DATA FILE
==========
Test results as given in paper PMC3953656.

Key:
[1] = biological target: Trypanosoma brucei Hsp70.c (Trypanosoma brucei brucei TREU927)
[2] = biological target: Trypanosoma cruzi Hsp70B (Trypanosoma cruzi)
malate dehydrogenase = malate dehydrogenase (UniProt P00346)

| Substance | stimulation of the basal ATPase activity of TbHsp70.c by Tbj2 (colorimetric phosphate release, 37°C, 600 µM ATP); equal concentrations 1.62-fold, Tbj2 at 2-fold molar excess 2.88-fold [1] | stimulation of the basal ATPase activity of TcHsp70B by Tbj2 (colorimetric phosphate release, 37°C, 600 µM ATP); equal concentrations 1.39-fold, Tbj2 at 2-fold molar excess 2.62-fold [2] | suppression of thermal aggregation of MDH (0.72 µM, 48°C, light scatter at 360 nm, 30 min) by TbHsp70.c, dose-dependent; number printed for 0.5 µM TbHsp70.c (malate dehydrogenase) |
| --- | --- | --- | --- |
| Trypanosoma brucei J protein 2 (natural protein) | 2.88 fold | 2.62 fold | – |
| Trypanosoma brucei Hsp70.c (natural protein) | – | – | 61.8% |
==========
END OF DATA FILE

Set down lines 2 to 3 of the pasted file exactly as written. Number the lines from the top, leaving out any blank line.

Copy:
Key:
[1] = biological target: Trypanosoma brucei Hsp70.c (Trypanosoma brucei brucei TREU927)